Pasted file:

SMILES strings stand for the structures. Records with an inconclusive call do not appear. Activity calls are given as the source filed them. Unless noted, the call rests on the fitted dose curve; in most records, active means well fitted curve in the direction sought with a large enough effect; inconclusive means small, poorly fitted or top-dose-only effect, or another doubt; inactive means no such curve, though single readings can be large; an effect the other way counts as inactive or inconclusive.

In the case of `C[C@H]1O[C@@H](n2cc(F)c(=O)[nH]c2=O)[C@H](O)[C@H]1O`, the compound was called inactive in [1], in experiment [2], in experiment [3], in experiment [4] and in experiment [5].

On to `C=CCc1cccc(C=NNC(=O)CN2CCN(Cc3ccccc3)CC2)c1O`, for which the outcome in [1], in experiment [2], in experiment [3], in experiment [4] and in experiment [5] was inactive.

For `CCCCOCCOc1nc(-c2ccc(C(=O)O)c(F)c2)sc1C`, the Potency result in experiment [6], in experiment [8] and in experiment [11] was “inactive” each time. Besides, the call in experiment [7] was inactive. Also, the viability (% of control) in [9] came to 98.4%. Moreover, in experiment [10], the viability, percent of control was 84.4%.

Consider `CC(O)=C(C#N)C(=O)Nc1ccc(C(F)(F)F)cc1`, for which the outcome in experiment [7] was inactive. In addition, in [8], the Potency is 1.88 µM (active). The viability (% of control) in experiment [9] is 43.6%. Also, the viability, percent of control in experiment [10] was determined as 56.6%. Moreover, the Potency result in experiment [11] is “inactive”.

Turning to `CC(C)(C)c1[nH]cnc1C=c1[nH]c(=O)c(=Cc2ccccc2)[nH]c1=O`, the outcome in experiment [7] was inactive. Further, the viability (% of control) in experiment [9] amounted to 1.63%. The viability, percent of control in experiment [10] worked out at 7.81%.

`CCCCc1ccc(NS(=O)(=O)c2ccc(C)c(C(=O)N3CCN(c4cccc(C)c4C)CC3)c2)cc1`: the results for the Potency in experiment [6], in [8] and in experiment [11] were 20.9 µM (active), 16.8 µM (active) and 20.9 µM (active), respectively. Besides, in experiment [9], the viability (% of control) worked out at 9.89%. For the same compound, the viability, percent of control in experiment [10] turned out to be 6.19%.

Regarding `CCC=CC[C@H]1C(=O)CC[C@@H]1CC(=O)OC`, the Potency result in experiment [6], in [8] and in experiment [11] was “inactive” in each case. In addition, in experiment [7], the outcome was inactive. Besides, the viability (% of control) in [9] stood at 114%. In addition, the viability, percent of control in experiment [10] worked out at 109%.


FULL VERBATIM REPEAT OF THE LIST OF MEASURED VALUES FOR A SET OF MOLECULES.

SMILES strings stand for the structures. Records with an inconclusive call do not appear. Activity calls are given as the source filed them. Unless noted, the call rests on the fitted dose curve; in most records, active means well fitted curve in the direction sought with a large enough effect; inconclusive means small, poorly fitted or top-dose-only effect, or another doubt; inactive means no such curve, though single readings can be large; an effect the other way counts as inactive or inconclusive.

In the case of `C[C@H]1O[C@@H](n2cc(F)c(=O)[nH]c2=O)[C@H](O)[C@H]1O`, the compound was called inactive in [1], in experiment [2], in experiment [3], in experiment [4] and in experiment [5].

On to `C=CCc1cccc(C=NNC(=O)CN2CCN(Cc3ccccc3)CC2)c1O`, for which the outcome in [1], in experiment [2], in experiment [3], in experiment [4] and in experiment [5] was inactive.

For `CCCCOCCOc1nc(-c2ccc(C(=O)O)c(F)c2)sc1C`, the Potency result in experiment [6], in experiment [8] and in experiment [11] was “inactive” each time. Besides, the call in experiment [7] was inactive. Also, the viability (% of control) in [9] came to 98.4%. Moreover, in experiment [10], the viability, percent of control was 84.4%.

Consider `CC(O)=C(C#N)C(=O)Nc1ccc(C(F)(F)F)cc1`, for which the outcome in experiment [7] was inactive. In addition, in [8], the Potency is 1.88 µM (active). The viability (% of control) in experiment [9] is 43.6%. Also, the viability, percent of control in experiment [10] was determined as 56.6%. Moreover, the Potency result in experiment [11] is “inactive”.

Turning to `CC(C)(C)c1[nH]cnc1C=c1[nH]c(=O)c(=Cc2ccccc2)[nH]c1=O`, the outcome in experiment [7] was inactive. Further, the viability (% of control) in experiment [9] amounted to 1.63%. The viability, percent of control in experiment [10] worked out at 7.81%.

`CCCCc1ccc(NS(=O)(=O)c2ccc(C)c(C(=O)N3CCN(c4cccc(C)c4C)CC3)c2)cc1`: the results for the Potency in experiment [6], in [8] and in experiment [11] were 20.9 µM (active), 16.8 µM (active) and 20.9 µM (active), respectively. Besides, in experiment [9], the viability (% of control) worked out at 9.89%. For the same compound, the viability, percent of control in experiment [10] turned out to be 6.19%.

Regarding `CCC=CC[C@H]1C(=O)CC[C@@H]1CC(=O)OC`, the Potency result in experiment [6], in [8] and in experiment [11] was “inactive” in each case. In addition, in experiment [7], the outcome was inactive. Besides, the viability (% of control) in [9] stood at 114%. In addition, the viability, percent of control in experiment [10] worked out at 109%.